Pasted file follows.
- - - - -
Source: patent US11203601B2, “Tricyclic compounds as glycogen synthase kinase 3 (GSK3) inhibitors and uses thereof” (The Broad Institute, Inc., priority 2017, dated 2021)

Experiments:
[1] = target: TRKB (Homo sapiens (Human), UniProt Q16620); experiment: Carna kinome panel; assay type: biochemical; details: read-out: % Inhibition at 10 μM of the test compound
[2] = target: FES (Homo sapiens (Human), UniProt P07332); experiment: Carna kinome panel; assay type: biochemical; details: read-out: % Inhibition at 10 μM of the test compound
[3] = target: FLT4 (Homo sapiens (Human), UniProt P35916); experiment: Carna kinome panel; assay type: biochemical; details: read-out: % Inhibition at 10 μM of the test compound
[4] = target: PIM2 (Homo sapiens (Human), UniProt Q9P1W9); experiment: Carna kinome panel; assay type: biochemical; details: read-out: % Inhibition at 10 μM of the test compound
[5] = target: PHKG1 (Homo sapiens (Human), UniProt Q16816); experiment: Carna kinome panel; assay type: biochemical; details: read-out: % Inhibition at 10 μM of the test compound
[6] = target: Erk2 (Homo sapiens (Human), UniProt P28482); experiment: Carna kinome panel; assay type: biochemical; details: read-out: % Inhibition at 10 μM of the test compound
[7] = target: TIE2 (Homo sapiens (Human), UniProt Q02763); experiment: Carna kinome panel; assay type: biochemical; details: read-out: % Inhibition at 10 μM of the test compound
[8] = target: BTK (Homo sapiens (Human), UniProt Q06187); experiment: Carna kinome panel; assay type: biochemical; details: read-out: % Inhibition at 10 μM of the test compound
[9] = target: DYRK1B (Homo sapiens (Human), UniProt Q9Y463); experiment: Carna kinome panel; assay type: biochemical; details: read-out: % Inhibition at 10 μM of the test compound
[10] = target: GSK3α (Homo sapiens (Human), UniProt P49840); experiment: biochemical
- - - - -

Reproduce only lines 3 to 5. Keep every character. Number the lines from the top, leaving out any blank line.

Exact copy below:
[1] = target: TRKB (Homo sapiens (Human), UniProt Q16620); experiment: Carna kinome panel; assay type: biochemical; details: read-out: % Inhibition at 10 μM of the test compound
[2] = target: FES (Homo sapiens (Human), UniProt P07332); experiment: Carna kinome panel; assay type: biochemical; details: read-out: % Inhibition at 10 μM of the test compound
[3] = target: FLT4 (Homo sapiens (Human), UniProt P35916); experiment: Carna kinome panel; assay type: biochemical; details: read-out: % Inhibition at 10 μM of the test compound